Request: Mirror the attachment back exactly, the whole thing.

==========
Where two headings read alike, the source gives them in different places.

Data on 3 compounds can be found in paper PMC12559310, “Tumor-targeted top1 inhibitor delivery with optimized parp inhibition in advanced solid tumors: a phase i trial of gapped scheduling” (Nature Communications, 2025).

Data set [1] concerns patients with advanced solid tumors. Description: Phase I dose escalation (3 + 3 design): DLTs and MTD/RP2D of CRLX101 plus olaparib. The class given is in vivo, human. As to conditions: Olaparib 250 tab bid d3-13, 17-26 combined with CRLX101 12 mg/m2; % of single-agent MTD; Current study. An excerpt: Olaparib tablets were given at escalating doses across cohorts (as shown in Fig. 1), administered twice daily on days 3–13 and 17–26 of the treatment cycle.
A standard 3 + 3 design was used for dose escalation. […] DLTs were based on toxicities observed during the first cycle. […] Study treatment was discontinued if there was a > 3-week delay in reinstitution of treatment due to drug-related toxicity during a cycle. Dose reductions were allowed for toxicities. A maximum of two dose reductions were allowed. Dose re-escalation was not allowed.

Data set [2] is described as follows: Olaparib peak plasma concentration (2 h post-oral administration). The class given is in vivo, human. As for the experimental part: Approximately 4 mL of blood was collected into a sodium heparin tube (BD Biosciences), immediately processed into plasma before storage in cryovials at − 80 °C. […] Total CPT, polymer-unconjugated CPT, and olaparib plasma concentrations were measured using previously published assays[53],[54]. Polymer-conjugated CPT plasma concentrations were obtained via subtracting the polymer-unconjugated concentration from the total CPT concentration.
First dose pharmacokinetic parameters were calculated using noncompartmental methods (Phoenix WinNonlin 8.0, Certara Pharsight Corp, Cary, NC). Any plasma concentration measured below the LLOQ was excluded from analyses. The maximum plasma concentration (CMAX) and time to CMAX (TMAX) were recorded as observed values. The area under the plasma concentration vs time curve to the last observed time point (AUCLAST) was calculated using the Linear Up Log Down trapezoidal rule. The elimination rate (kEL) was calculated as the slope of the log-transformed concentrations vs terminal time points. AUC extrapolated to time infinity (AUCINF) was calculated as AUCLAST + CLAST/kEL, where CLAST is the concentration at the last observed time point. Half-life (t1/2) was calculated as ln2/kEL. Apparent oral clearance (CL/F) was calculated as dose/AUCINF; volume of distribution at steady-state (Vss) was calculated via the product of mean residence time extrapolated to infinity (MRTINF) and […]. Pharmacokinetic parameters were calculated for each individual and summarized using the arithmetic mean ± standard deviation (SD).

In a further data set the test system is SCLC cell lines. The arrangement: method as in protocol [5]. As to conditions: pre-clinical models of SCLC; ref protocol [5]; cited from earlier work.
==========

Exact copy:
Where two headings read alike, the source gives them in different places.

Data on 3 compounds can be found in paper PMC12559310, “Tumor-targeted top1 inhibitor delivery with optimized parp inhibition in advanced solid tumors: a phase i trial of gapped scheduling” (Nature Communications, 2025).

Data set [1] concerns patients with advanced solid tumors. Description: Phase I dose escalation (3 + 3 design): DLTs and MTD/RP2D of CRLX101 plus olaparib. The class given is in vivo, human. As to conditions: Olaparib 250 tab bid d3-13, 17-26 combined with CRLX101 12 mg/m2; % of single-agent MTD; Current study. An excerpt: Olaparib tablets were given at escalating doses across cohorts (as shown in Fig. 1), administered twice daily on days 3–13 and 17–26 of the treatment cycle.
A standard 3 + 3 design was used for dose escalation. […] DLTs were based on toxicities observed during the first cycle. […] Study treatment was discontinued if there was a > 3-week delay in reinstitution of treatment due to drug-related toxicity during a cycle. Dose reductions were allowed for toxicities. A maximum of two dose reductions were allowed. Dose re-escalation was not allowed.

Data set [2] is described as follows: Olaparib peak plasma concentration (2 h post-oral administration). The class given is in vivo, human. As for the experimental part: Approximately 4 mL of blood was collected into a sodium heparin tube (BD Biosciences), immediately processed into plasma before storage in cryovials at − 80 °C. […] Total CPT, polymer-unconjugated CPT, and olaparib plasma concentrations were measured using previously published assays[53],[54]. Polymer-conjugated CPT plasma concentrations were obtained via subtracting the polymer-unconjugated concentration from the total CPT concentration.
First dose pharmacokinetic parameters were calculated using noncompartmental methods (Phoenix WinNonlin 8.0, Certara Pharsight Corp, Cary, NC). Any plasma concentration measured below the LLOQ was excluded from analyses. The maximum plasma concentration (CMAX) and time to CMAX (TMAX) were recorded as observed values. The area under the plasma concentration vs time curve to the last observed time point (AUCLAST) was calculated using the Linear Up Log Down trapezoidal rule. The elimination rate (kEL) was calculated as the slope of the log-transformed concentrations vs terminal time points. AUC extrapolated to time infinity (AUCINF) was calculated as AUCLAST + CLAST/kEL, where CLAST is the concentration at the last observed time point. Half-life (t1/2) was calculated as ln2/kEL. Apparent oral clearance (CL/F) was calculated as dose/AUCINF; volume of distribution at steady-state (Vss) was calculated via the product of mean residence time extrapolated to infinity (MRTINF) and […]. Pharmacokinetic parameters were calculated for each individual and summarized using the arithmetic mean ± standard deviation (SD).

In a further data set the test system is SCLC cell lines. The arrangement: method as in protocol [5]. As to conditions: pre-clinical models of SCLC; ref protocol [5]; cited from earlier work.